Many Spanish speakers who have only studied Latin-American Spanish, have some difficulty tuning in to Peninsular Spanish. This is the case for many Anglo-Americans who have studied Spanish without exposure to Iberian Spanish. I’ve heard some natives from Latin America say that they have had some difficulties, too, until they got used to the different accent of Spain.

    I myself had to adjust to the accent heard in the Caribbean.

    And… bringing it back to English…. I was used to BBC Masterpiece Theatre English. When we began to receive programming from Australia, I had to tune my American ear to that accent. Furthermore, when Masterpiece Theatre started “Prime Suspect,” I had to get used to everyday English English being spoken by regular Britons.

    It takes practice. In the United States we have very many different accents. Sometimes it’s difficult to understand each other. I once heard a woman from Texas pronounce “paper” as I would speak the word “piper.”

    I realize that languages and accents are different things… but you have to become accustomed to hearing different types of speech unless the accent you’re hearing is closer to your own.

    I appreciate everyone’s contribution and opinions to this forum.

    Last year, I went to Argentina, Brazil and Uruguay and had a wonderful time speaking with all sorts of people from all over the world.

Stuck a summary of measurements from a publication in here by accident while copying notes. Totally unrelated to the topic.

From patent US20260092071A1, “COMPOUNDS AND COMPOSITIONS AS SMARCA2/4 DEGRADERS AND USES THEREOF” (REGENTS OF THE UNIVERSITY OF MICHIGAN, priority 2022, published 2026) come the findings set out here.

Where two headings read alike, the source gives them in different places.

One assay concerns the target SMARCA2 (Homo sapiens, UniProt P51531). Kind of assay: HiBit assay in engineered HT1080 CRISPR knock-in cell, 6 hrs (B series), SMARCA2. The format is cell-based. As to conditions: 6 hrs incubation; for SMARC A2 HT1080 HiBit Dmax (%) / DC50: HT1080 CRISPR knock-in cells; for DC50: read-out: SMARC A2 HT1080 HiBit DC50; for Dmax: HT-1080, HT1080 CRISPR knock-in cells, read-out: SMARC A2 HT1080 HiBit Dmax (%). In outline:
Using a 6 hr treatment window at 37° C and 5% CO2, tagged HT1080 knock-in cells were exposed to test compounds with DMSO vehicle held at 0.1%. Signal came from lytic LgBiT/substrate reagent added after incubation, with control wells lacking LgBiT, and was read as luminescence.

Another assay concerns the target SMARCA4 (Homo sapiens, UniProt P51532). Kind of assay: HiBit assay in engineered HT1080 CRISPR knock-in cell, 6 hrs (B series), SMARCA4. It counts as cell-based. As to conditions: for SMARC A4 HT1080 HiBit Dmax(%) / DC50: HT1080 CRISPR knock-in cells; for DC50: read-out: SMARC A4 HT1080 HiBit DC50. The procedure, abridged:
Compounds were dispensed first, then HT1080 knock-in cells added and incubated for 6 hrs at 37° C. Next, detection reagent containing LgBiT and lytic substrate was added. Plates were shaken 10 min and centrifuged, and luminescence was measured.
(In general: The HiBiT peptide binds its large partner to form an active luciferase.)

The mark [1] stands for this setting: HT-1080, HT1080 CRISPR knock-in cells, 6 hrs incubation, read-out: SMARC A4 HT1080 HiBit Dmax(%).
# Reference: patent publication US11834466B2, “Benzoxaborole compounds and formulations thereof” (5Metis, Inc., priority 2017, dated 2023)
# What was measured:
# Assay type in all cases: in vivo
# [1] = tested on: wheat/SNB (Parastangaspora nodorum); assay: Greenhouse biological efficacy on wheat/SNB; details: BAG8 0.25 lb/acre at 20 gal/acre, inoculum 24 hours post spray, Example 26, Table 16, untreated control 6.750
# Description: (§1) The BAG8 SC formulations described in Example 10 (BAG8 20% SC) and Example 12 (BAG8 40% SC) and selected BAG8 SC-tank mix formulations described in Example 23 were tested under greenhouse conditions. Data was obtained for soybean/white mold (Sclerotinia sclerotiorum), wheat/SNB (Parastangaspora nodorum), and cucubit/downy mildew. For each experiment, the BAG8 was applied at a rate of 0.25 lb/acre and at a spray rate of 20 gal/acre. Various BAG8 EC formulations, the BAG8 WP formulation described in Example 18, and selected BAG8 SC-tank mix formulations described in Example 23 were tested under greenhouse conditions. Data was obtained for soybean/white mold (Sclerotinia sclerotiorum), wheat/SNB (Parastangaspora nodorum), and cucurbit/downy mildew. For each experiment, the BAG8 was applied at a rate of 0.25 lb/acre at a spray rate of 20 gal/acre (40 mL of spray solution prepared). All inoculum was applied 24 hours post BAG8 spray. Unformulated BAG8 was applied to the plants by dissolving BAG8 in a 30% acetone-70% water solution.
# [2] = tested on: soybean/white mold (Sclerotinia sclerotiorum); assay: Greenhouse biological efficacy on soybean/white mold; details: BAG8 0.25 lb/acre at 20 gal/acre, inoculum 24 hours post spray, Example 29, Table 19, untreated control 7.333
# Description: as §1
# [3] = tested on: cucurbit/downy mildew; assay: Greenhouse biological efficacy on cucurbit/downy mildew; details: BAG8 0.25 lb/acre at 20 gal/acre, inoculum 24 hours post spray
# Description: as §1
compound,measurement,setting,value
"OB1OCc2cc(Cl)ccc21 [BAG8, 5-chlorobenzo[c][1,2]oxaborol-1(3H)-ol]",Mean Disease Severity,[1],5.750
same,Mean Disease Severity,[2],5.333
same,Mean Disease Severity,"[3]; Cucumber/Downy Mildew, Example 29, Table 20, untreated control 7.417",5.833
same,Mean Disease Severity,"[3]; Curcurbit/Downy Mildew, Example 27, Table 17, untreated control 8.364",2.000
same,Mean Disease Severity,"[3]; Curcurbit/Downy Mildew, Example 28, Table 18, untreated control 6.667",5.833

I wish the larger American population had our love for languages and foreign cultures.

    hasta luego/ ate logo ;-)

    Bobby in Virginia

  20. I’m Mexican and here is my view.

    Portuguese and Spanish are the closest, I repeat, closest pair of major romance languages today. Nothing else needs to be said.

  21. Just out of curiosity,

    I’m moving to Brazil with my Colombian-American girlfriend. I want to begin to study both Portuguese (for use in Brazil) and Spanish (for use with her family). Given the similarities/differences between the two languages, would it be less confusing to study them in strict isolation from each other, or in tandem?

    • Hi Chris

      Well, that’s a good question. I would think studying them together would be confusing unless you had a really good sense of discipline and were living in a country that wasn’t Brazil or Colombia (like in the States) where you could take on a full two weeks of Portuguese then a full two weeks of Spanish, for example. I’ve never done such a thing but I suppose it’s possible.

      Being in Brazil, it really is your best opportunity to focus solely on Portuguese. I studied reading and writing prior to going to Brazil and while that helped me a lot, my speech and listening skills suffered when I got here so luckily I was able to use that time to put my Portuguese into practice daily. I learned Spanish before learning Portuguese thus my opinion is just that, an opinion…because I never took them on at the same time.

      For me, Spanish was my second language but then I downgraded it to my third upon learning (about) Portuguese. So something you should do is choose what your second language will be if you are looking to get serious about both in the long-term. My Spanish has gone from 90% down to about 70% in the years I’ve focused on Portuguese so it’s not horrible but not as I’d like it. In Lingusitics, there have been disputes over if fluency in a second language really is possible. I tend to think it isn’t (not “fluent” fluent, that is). The gov’t has a scale between S1 and S5 for fluency and even after many years focusing on Portuguese, it’s only an S3 that moonlights in S4. Being like a native is S5.